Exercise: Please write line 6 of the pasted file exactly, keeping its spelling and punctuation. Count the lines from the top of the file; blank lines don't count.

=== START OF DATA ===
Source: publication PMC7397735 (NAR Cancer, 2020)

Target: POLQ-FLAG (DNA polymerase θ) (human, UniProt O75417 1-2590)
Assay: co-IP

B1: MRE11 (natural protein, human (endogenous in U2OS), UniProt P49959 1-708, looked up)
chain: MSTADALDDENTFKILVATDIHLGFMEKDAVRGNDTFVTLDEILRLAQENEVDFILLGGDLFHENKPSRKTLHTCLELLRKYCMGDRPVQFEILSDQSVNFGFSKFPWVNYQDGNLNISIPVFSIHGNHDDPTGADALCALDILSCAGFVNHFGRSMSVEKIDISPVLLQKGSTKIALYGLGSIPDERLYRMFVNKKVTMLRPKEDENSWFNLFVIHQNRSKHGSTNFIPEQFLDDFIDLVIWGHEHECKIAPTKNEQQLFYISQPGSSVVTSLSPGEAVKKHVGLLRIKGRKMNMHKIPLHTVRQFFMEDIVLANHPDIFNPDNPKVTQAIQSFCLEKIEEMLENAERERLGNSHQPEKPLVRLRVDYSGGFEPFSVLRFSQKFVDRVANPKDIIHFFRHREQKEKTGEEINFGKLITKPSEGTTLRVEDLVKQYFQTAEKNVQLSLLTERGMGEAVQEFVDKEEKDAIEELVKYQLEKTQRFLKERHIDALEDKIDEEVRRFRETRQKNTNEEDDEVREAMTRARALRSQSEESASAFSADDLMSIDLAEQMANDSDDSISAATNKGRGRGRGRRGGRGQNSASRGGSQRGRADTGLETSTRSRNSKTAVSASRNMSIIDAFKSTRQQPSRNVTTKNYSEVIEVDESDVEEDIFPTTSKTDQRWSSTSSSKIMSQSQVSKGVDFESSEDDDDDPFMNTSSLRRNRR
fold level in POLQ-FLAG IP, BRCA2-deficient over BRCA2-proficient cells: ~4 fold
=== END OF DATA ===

fold level in POLQ-FLAG IP, BRCA2-deficient over BRCA2-proficient cells: ~4 fold